Tuesday, July 14, 2009

The Youngest Scholar

She's my baby.
But she's got wings and she wants to fly.
So, now she is going to preschool.

We were all in the car riding home and she talked a mile a minute about pretend camping and tricycles, about painting and story time and snack
and about the girl who is her friend and then suddenly it was quiet. Total silence. Alex giggled and I glanced in my handy Mom Sees-All Mirror... she was asleep. Her hands were still poised to punctuate her last statement, but they were stopped in place. Her body was limp, her jaw slack. Even her braids looked exhausted. By my calculations, and accounting for post Europe-jet lag time, she was going to night school and we were bringing her home at 10:00 PM.

Well, whatever time it was... Maria loves school and her new friend. This three days a week introduction will give her a lot of confidence and prepare her for bonus room... the old school kind of kindergarten she will start in September. Maybe it will prepare me too. Two in high school and a fifth grader, now a kindy-girl too.

Is there a support group for this sort of thing? *All your children are in school and now you have to figure out why the house is still a mess how to manage your "free" time.* Free time. I don't know. I am taking four children to four different schools... four drop-off times and four pick-up times. Four packets of registration forms and solicitations for volunteers and four open house nights and four different fundraising harassments. And I have not even fully recovered from robotics, which is like a fifth child.

I can't help this: Thinking about domestic perils and the logistics of raising four children always brings me to my least favorite, yet recurring subject... getting a home of our own. I am not going to dwell on this or assume the fetal position, but just for the sake of record keeping... the Blue House deal has not entirely fallen apart. Like other offers before it, we find that the Blue House is on life support. I am obtuse. Sorry.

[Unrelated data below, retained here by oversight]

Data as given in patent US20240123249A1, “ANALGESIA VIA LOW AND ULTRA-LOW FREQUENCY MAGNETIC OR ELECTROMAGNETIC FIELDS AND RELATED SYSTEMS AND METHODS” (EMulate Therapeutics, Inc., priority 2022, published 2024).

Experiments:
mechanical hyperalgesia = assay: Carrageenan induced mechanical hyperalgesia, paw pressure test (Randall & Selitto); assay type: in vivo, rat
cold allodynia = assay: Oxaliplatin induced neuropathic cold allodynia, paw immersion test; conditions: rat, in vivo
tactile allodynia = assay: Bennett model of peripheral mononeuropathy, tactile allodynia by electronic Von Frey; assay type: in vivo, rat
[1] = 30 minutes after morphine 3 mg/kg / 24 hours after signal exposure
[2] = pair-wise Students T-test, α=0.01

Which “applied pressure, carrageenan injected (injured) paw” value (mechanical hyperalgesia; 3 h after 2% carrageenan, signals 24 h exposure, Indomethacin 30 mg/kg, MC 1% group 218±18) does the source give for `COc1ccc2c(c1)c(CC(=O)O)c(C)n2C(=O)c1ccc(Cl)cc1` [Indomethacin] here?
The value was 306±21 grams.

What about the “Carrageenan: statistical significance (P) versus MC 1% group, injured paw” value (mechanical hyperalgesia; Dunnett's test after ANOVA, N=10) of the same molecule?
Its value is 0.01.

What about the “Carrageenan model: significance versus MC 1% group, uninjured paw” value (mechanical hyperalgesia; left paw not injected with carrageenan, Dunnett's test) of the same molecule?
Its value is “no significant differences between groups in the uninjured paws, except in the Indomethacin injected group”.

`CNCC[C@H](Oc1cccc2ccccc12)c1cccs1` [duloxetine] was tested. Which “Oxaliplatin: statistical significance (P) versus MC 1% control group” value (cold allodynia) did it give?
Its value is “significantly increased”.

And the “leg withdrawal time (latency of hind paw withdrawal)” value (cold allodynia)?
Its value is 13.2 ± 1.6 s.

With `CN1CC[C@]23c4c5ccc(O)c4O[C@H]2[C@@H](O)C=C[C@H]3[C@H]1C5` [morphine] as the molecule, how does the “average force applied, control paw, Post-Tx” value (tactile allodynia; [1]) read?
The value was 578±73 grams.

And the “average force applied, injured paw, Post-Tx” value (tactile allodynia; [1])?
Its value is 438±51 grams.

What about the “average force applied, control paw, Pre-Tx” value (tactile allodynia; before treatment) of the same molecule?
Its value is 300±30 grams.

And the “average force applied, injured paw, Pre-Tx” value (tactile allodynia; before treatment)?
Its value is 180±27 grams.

When Maria woke up we went out to visit the garden. A while back we decided to take over that front part of the yard that was meant to be kind of formal and tropicalish and convert it in to our suburban rental farm, with barrel garden beds and a picnic table converted into a chicken's coop. The rabbit is there and so is the laundry sink that I planted near the faucet. It was daring and silly, but we even planted pumpkin seeds. Pumpkins in a barrel? It could get totally out of hand, but I could not go one more year telling the the children "No pumpkins this year. We have to wait." The seeds sprouted before we left to London and were we blown away when we came home to see the vine taking over and growing ten feet to the north and ten feet southward. Even our volunteer tomatoes found enough heat to ripen on their vines.

We may actually get a homegrown pumpkin. It's been too long.

Maria watered flowers and washed this and that. She discussed all the possible ways we could enjoy the second tomato. She ate the first one! Alex helped me move the spray nozzle to the temporary hose, since the old one sprang a leak geyser.

Betty came out for a bit and let us hold her, but she started making her way to the wall, so we had to lure her back home. All the neighbors have met her by now, and it's funny to hear them ask about her, because they doubt what they saw when they tell me... "Uh, did you know we saw something... it looked like a chicken? In your yard." Maybe I can get a bell for Betty to wear, like the kind we saw on the cows in Switzerland. I need to find the size that doesn't pin her to the ground, but definitely weighs down her escape flight.

Everything is doing well. I sat and surveyed our bounty, our lush little farm corner. I sighed contentedly. And I pondered. What if by some miracle the Blue House is destined to be our home? What if A follows B and the stars align and goodness prevails and we get to stop our search and move in to our own place? Then I tried to imagine moving a pumpkin in a barrel. How heavy is that thing? How much heavier will it be after escrow closes? Could we leave it behind? Would that be a small price to pay for getting a real yard with room for dozens of pumpkins? No. We should do our level best to move the pumpkin with us... somehow. Then I felt sad thinking the Blue House will probably not be ours. Then I felt grateful that at least we have our own pumpkin growing. Then I wondered if it's too late to plant more pumpkin seeds and I seriously considered sneaking over to the Blue House and sticking a few seeds in the ground... just in case.